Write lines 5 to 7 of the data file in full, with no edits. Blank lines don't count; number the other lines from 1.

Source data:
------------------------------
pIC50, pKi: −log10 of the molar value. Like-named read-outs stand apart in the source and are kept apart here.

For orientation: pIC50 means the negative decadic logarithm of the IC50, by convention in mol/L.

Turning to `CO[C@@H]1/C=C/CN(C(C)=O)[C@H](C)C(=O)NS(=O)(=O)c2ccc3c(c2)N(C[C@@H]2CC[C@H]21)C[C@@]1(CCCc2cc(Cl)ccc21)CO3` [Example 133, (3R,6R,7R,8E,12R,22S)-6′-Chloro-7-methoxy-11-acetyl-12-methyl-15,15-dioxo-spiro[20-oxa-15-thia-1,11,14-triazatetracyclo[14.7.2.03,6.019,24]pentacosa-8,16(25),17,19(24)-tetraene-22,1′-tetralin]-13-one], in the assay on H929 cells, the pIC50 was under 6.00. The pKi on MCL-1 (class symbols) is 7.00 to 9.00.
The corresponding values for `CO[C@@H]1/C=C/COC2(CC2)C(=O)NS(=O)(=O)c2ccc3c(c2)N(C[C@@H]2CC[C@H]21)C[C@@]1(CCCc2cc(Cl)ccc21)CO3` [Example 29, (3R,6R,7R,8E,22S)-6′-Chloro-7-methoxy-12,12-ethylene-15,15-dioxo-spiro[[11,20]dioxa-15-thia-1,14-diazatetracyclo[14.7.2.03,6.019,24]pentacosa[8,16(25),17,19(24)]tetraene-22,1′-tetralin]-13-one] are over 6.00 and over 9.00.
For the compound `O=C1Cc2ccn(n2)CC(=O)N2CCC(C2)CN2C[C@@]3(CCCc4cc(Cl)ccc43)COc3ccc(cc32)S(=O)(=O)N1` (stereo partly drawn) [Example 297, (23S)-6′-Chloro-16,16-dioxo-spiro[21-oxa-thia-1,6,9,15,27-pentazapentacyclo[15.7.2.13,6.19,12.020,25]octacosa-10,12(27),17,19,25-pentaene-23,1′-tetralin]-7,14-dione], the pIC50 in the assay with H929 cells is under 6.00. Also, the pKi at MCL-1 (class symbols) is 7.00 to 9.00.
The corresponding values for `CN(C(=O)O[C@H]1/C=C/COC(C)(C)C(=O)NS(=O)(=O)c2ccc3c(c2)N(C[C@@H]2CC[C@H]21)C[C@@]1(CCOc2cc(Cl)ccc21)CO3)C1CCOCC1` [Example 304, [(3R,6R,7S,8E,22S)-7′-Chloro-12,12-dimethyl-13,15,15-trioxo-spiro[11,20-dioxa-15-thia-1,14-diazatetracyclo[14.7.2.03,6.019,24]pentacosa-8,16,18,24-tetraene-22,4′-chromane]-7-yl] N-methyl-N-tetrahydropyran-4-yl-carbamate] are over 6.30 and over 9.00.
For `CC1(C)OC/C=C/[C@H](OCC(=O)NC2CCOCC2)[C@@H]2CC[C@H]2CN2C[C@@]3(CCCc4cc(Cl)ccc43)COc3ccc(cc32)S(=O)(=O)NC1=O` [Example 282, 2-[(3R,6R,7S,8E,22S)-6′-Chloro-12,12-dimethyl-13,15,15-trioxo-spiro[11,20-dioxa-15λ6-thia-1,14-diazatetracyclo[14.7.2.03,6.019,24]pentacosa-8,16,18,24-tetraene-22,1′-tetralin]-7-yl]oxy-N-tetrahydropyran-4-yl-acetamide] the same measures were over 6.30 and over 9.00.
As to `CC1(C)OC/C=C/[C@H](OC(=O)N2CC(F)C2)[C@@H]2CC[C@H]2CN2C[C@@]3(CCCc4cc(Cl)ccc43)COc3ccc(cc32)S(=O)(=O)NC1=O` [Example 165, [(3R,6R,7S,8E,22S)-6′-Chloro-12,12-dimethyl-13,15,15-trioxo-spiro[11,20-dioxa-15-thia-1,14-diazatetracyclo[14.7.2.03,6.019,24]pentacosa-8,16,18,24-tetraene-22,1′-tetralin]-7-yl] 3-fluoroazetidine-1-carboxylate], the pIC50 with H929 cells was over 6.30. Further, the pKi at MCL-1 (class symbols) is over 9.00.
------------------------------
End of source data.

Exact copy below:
For the compound `O=C1Cc2ccn(n2)CC(=O)N2CCC(C2)CN2C[C@@]3(CCCc4cc(Cl)ccc43)COc3ccc(cc32)S(=O)(=O)N1` (stereo partly drawn) [Example 297, (23S)-6′-Chloro-16,16-dioxo-spiro[21-oxa-thia-1,6,9,15,27-pentazapentacyclo[15.7.2.13,6.19,12.020,25]octacosa-10,12(27),17,19,25-pentaene-23,1′-tetralin]-7,14-dione], the pIC50 in the assay with H929 cells is under 6.00. Also, the pKi at MCL-1 (class symbols) is 7.00 to 9.00.
The corresponding values for `CN(C(=O)O[C@H]1/C=C/COC(C)(C)C(=O)NS(=O)(=O)c2ccc3c(c2)N(C[C@@H]2CC[C@H]21)C[C@@]1(CCOc2cc(Cl)ccc21)CO3)C1CCOCC1` [Example 304, [(3R,6R,7S,8E,22S)-7′-Chloro-12,12-dimethyl-13,15,15-trioxo-spiro[11,20-dioxa-15-thia-1,14-diazatetracyclo[14.7.2.03,6.019,24]pentacosa-8,16,18,24-tetraene-22,4′-chromane]-7-yl] N-methyl-N-tetrahydropyran-4-yl-carbamate] are over 6.30 and over 9.00.
For `CC1(C)OC/C=C/[C@H](OCC(=O)NC2CCOCC2)[C@@H]2CC[C@H]2CN2C[C@@]3(CCCc4cc(Cl)ccc43)COc3ccc(cc32)S(=O)(=O)NC1=O` [Example 282, 2-[(3R,6R,7S,8E,22S)-6′-Chloro-12,12-dimethyl-13,15,15-trioxo-spiro[11,20-dioxa-15λ6-thia-1,14-diazatetracyclo[14.7.2.03,6.019,24]pentacosa-8,16,18,24-tetraene-22,1′-tetralin]-7-yl]oxy-N-tetrahydropyran-4-yl-acetamide] the same measures were over 6.30 and over 9.00.